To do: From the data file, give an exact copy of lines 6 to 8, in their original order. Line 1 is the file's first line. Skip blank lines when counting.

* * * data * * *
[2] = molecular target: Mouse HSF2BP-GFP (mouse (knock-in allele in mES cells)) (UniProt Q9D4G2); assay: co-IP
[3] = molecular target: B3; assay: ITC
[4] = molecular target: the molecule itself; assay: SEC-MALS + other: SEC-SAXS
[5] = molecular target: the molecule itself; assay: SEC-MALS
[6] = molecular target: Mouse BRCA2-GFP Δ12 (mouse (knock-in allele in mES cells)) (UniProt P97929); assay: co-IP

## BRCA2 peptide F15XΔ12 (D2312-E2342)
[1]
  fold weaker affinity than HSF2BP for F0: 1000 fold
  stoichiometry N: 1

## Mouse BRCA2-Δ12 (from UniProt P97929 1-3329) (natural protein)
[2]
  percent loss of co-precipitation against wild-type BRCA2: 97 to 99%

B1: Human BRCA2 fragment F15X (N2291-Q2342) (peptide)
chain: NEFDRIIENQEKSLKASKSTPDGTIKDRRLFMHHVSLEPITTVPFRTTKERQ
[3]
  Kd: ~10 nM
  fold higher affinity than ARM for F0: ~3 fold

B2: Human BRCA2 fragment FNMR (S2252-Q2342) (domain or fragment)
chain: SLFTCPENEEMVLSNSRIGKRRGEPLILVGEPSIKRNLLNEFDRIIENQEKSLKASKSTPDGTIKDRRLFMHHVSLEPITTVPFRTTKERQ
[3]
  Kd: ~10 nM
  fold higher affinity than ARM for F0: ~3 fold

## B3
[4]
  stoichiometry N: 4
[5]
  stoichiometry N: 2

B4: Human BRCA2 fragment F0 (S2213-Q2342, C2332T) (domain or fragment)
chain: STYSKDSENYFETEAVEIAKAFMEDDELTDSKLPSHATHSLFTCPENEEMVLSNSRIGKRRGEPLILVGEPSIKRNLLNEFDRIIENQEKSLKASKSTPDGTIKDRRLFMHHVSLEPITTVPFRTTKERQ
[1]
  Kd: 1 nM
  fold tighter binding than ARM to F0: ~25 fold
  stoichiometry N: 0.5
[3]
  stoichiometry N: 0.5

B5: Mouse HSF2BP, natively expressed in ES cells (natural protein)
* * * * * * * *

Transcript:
## BRCA2 peptide F15XΔ12 (D2312-E2342)
[1]
  fold weaker affinity than HSF2BP for F0: 1000 fold